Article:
Saturday afternoon, I attended the birthday party of my friend’s nephew who was turning a whopping six years old. A gathering filled with family, extended family, friends, and, of course, tons of kids busy going up and down that water slide thing-a-ma-jiggy. Those sweet little things had one thing on their minds: having fun playing on the water slide.
Little girls and boys screamed with glee as they slid to the bottom only to giggle as they marched up the plastic stairs that brought them to the top so they could slide to the bottom all over again.
On the grill was fish freshly caught that morning in the water that flowed right by the house. On a table unto itself sat the delicious chocolate cake that required three sttempts for the little boy to blow out his six candles. A buffet of grilled hot dogs and hamburgers with all the trimmings were on the bar next to the stairs that went up to the house itself. From some 20 or so feet away from the kids, I watched . . . the whole time being quite cognizant of the fact that the house had had 24 feet of water in it when Katrina blew through town. The house is built on stilts, and the party festivities were on the ground level in between the stilts.
I’ll guarantee that not a one of those children playing on the water slide had a single thought of Katrina or Katrina-related stress in those glorious joyful moments of fun in the sun. That is how it should be.
When the kids throughout the Katrina region are again joyously and consistently playing and laughing and giggling in their own yards, that will be one measure of our recovery’s success. There are other measures, but this is one.
One man's story
The grandfather told me his story. Originally from New Orleans—as are most residents in Bay St. Louis and Waveland, Miss., two of the three tiny beach towns that comprised Katrina’s ground zero., he and his wife built a life in Waveland where they had six kids and built a life with several businesses. For weeks after Katrina, he and his chainsaw hacked through trees to clear up the mess around his home. Being alone in this endeavor—his wife safely in Louisiana, as I recall, he hardly showered or shaved for those weeks. A typical scenario I’m told over and again.
For those weeks, he couldn’t bear the thought of what had become of his life’s work. Finally ready to face it, he showered, shaved, then drove to his businesses. As he topped the railroad tracks, he realized that he could see the Gulf of Mexico three or so blocks away. Nothing remained standing between the railroad tracks and the beach. Not a thing. And he cried for the devastation that had been wrought, for what had been lost, for what will not ever be again.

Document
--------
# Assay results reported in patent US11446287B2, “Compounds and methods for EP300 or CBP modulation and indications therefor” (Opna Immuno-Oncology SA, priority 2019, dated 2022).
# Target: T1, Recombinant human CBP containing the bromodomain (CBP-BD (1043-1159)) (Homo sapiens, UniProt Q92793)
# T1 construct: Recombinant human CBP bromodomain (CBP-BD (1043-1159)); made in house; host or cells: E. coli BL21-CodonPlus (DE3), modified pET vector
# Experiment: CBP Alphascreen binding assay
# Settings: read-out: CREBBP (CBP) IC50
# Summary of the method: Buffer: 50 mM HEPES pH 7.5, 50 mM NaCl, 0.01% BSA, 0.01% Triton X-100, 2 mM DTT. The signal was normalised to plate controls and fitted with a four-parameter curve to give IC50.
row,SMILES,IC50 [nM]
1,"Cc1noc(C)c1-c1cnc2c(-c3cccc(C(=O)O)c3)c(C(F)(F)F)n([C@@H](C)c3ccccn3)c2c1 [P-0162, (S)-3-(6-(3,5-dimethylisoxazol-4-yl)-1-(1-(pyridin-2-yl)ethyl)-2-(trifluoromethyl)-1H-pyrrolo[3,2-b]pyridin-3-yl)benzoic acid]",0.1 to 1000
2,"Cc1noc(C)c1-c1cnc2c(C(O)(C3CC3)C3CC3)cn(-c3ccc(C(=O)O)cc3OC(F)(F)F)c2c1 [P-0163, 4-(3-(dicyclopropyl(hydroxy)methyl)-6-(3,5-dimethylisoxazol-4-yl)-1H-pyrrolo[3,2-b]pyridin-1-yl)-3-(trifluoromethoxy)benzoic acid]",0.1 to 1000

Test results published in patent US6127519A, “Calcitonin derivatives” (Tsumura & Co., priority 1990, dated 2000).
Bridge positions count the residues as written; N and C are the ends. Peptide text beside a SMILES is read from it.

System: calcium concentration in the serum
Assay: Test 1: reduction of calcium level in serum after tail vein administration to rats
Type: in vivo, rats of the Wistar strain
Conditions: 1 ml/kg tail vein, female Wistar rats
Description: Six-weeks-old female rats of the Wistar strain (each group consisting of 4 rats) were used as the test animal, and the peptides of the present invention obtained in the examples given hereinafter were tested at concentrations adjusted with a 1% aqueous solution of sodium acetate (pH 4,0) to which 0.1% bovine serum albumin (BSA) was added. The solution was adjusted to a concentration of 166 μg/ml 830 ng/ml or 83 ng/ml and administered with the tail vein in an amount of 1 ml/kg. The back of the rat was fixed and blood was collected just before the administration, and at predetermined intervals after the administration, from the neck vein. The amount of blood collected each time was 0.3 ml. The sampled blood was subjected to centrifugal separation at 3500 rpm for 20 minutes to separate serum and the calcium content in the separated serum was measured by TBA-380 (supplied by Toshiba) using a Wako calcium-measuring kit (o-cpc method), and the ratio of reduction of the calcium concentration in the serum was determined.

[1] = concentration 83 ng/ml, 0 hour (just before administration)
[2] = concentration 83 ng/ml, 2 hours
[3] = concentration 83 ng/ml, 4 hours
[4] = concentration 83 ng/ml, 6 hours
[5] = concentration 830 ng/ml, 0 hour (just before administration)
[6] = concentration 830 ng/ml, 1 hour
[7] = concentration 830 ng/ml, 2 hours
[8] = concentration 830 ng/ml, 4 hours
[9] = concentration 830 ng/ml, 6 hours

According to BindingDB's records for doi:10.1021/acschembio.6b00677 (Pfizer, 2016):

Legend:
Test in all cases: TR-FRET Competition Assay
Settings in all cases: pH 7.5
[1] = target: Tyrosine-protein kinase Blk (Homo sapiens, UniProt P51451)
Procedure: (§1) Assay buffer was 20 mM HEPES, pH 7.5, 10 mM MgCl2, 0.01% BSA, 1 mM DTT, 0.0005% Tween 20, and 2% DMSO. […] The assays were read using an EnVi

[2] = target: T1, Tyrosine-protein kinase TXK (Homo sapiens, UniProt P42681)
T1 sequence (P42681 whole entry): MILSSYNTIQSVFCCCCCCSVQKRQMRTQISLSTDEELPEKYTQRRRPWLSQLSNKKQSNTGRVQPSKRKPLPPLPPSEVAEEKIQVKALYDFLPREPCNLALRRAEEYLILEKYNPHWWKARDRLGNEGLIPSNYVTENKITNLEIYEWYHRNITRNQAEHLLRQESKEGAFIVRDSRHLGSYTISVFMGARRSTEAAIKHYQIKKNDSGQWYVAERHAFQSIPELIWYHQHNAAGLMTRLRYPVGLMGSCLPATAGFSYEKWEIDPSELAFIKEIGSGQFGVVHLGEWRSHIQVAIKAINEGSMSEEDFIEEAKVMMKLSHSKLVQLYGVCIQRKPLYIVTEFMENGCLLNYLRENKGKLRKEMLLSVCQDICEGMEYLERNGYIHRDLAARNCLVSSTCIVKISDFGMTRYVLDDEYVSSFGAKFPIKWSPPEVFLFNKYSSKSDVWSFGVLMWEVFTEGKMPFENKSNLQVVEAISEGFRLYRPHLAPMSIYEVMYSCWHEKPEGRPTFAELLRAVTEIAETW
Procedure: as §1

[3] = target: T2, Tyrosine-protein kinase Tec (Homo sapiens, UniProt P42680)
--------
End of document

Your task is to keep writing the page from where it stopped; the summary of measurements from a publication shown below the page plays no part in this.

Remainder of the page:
He had had several chances to sell and retire, but he didn’t want that. The day they left for Dallas, he received a call from his agent. They arranged to meet and sign the deal when they returned. But there was nothing to sell, and the six-figure check had to be returned. I didn’t ask about the insurance. I felt it would have been inappropriate to bring up what is a routinely sore and sour topic when we’re trying to have fun at a kid’s party. A forced retirement, indeed. Though he is now happily retired, I’d bet his insurance didn’t pay what they should have after faithfully paying 35 years of premiums.
This is real life in any town, USA. Kids doing their jobs: being kids, reminding us of what is most important such as eating, watching over loved ones, having a good belly laugh, having fun, and playing fairly in every aspect of life.
Funny how a child’s birthday party can bring into crystal clear perspective the essence of what is at stake in the Mississippi race for insurance commissioner.
A Fair Shake
Ensuring that insurance companies treat families and businesses fairly in the aftermath of a disaster is the job of the insurance commissioner. It matters. Fairness is the difference between having the resources to create a day of good old-fashioned fun for a six year old’s birthday party at home and not having a home in which to celebrate a child’s birthday.
I think that Mississippi’s current insurance commissioner has a peculiar way of defining fairness and justice. As I mentioned in yesterday’s piece titled "Ending Corporate Looting on the Gulf Coast," State Insurance Commissioner George Dale’s idea of justice is more of an insurance insiders "Just Us" mentality. His idea of being fair is equally disturbing.
We can see for ourselves how the man defines "fairness" through what he does and says without apology. For example, a week after Katrina hit, Dale finally took a helicopter ride over the Katrina damaged Gulf Coast. The following month, an insurance industry magazine published Dale’s response.
"Nothing was there. All you could see standing from the beach inward were maybe a few trees and some markers. Even with that, there would be a building standing out in the middle of all of this. It was eerie.
"People are calling in droves and in e-mails, demanding that I make the insurance companies pay for all of their losses. I’m calling it a Catch-22. If I could make the insurance companies pay under the wind-driven clause, then how many insurance companies would I be breaking? On the other hand, people are living down there with nothing. Either way, I can’t win."